Charles Bukowski

my buddy

for a 21-year-old boy in New Orleans I wasn’t worth
much : I had a dark small room that smelled of
piss and death
yet I just wanted to stay in there, and there were
two lively girls down at the end of the hall who
kept knocking on my door and yelling. "Get up !
There are good things out here !”

"Go away," I told them, but that only goaded
them on, they left notes under my door and
scotch-taped flowers to the

I was on cheap wine and green beer and

I got to know the old guy in the next 
room, somehow I felt old like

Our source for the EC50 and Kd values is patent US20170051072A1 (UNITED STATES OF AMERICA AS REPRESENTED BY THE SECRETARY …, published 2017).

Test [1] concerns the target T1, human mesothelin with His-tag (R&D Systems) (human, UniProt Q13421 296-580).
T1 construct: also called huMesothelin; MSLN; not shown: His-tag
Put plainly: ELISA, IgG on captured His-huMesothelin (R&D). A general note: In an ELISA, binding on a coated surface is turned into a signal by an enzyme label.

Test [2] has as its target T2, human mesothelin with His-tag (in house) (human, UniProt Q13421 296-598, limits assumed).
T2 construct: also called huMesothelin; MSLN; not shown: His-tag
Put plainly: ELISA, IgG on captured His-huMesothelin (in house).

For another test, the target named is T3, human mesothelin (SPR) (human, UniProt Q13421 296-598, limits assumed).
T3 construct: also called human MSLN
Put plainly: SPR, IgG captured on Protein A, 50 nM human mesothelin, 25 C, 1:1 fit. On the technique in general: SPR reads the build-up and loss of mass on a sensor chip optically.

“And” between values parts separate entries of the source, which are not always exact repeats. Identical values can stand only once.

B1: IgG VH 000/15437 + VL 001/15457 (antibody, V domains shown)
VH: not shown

him; his feet and ankles were swollen and he couldn’t
lace his shoes.

Each day about one p.m. we went for a walk
together and it was a very slow 
walk: each step was painful for

As we came to the curbing I helped him
up and down
gripping him by an elbow
and the back of his
belt, we made it.

I liked him : he never questioned me about
what I was or wasn’t 

He should have been my father, and I liked
best what he said over and
over: "Nothing is worth

he was a

those young girls should have
left him the
notes and the